The MAS noted that, starting from March 2007 and ending in May 2014, Leong and E – Toh later joined them in August 2008 – colluded to profit from the price-sensitive confidential information that Leong and Toh received on intended orders by First State. 

The State Court ordered that the sums of S$310,000, S$770,000 and S$1,350,000 be forfeited to the state from Leong, E. and Toh, respectively. In light of the convictions, MAS said it intends to ban Leong and E from performing regulated activities under the SFA for 15 years each, and barr Toh for 13 years.

INVESTMENT DIRECTOR EXITS BORDIER 

Chiong Kong Chan, investment director of Bordier & Cie, has left the Swiss private bank, AsianInvestor understands.

Chiong Koon Chan

An executive at the firm confirmed Chan had left the firm, but noted that his replacement was unavailable to speak due to being out of the country. The firm did not respond to queries on when Chan left or whether a replacement has been identified.

According to Chan's Linkedin profile, he had been with the bank since May 2017 looking after discretionary portfolios with a focus on equity instruments.

Bryan Goh, former chief investment officer for the private bank, also reently left the firm in April, according to his Linkedin profile, and subsequently joined Kaurna Family Office as its chief investment officer.

ENHANCED TRUSTEE LICENSE MAY SEE STATE STREET HIRING IN SINGAPORE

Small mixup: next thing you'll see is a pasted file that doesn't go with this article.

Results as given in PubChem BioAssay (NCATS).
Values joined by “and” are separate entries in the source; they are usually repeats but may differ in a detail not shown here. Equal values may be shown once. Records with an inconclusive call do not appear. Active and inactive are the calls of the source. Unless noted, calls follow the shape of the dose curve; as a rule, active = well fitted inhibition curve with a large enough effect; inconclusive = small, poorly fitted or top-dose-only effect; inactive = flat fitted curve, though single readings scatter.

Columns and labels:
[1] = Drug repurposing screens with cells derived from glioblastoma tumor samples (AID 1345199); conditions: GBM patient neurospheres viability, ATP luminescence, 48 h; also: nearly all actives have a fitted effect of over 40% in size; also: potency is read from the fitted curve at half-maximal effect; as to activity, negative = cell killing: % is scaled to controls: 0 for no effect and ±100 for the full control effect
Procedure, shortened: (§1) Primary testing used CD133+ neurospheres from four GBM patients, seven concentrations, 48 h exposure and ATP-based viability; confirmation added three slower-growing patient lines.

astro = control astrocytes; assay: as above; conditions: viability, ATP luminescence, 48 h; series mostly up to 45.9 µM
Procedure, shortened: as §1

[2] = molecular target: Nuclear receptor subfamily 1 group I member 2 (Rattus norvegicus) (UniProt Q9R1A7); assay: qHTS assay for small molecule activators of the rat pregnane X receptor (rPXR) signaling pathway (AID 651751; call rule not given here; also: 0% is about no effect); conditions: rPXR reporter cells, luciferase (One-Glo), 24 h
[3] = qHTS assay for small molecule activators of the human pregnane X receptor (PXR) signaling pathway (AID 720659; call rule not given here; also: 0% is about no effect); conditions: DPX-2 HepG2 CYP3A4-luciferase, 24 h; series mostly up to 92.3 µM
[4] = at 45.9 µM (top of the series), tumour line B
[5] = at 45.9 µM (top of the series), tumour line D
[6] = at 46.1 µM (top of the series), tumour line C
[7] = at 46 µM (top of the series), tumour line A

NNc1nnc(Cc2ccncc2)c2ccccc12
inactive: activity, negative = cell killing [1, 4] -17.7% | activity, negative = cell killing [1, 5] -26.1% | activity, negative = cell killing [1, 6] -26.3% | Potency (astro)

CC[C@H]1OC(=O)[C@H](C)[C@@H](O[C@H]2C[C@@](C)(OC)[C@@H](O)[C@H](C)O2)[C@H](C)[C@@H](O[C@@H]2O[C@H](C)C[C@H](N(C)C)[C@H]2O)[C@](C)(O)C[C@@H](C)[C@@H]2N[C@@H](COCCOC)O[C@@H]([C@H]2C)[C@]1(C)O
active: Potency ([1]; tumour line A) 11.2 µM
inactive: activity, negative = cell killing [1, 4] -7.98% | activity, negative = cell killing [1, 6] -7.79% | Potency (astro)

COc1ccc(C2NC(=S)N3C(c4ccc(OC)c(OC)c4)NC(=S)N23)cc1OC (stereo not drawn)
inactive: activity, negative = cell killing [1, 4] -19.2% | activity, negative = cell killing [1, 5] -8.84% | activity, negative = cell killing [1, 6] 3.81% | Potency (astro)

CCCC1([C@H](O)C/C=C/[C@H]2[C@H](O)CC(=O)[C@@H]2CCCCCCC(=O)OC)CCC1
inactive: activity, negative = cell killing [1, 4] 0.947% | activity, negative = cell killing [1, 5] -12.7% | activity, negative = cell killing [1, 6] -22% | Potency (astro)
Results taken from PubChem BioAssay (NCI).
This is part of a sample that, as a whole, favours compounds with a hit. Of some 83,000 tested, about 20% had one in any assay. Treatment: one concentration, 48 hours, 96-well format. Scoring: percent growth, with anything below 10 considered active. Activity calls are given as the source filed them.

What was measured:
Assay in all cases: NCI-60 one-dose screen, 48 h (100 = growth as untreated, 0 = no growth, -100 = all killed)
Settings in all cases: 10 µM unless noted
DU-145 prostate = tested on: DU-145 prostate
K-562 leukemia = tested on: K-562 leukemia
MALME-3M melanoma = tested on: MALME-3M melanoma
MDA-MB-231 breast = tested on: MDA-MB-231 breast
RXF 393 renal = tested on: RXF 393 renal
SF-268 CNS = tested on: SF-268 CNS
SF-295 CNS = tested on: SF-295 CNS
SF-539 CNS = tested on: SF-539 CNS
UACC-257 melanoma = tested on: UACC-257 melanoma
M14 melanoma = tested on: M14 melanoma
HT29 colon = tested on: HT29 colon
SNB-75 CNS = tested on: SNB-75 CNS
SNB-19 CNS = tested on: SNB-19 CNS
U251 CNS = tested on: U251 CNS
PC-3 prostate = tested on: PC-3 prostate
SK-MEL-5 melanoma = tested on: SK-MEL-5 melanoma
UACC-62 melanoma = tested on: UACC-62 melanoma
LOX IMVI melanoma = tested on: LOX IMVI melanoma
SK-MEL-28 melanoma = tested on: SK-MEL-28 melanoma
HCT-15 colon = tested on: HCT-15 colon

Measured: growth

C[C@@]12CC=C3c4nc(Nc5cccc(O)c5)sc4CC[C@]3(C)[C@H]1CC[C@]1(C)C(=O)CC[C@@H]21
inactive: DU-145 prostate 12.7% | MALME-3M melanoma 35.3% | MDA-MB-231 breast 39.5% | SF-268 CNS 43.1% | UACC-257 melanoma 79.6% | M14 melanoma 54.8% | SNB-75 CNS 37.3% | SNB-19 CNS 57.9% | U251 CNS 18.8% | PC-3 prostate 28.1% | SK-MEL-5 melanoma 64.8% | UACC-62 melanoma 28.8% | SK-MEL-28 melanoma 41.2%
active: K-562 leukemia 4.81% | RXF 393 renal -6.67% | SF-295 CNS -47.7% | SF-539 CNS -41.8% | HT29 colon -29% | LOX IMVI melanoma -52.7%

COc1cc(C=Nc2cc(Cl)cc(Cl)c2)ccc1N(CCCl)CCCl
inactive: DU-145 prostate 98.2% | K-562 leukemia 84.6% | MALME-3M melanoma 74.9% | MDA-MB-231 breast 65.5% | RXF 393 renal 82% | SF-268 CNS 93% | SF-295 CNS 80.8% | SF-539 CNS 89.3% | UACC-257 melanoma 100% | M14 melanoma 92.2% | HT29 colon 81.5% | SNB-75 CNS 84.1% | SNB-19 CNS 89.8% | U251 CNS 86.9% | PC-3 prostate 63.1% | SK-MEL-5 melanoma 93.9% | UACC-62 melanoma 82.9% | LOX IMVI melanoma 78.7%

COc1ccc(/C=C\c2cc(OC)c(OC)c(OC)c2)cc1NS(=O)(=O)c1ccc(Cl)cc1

State Street said it gained a trust business license from Singapore's MAS that will allow it to offer trustee services for collective investment schemes offered to institutional investors and restricted schemes offered to accredited investors. The firm had been providing trustee services to Singapore-authorized, retail-only, collective investment schemes earlier. 

“Singapore has a large and rapidly growing wealth management and banking industry and demand for restricted collective investment schemes is expected to continue to increase,” said Syed Asim Hasan, head of Global Services for South East Asia at State Street. 
 
When asked if State Street will add people in Singapore to expand its trustee business, a spokesperson said the firm will “review our resources on a regular basis”. State Street already has more than 250 people servicing clients there, the spokesperson added. 
 
In addition to acting as trustee for collective investment schemes, State Street also provides a full set of middle- and back-office services such as investment recordkeeping, post-trade management, custody, fund accounting, fund administration and transfer agency.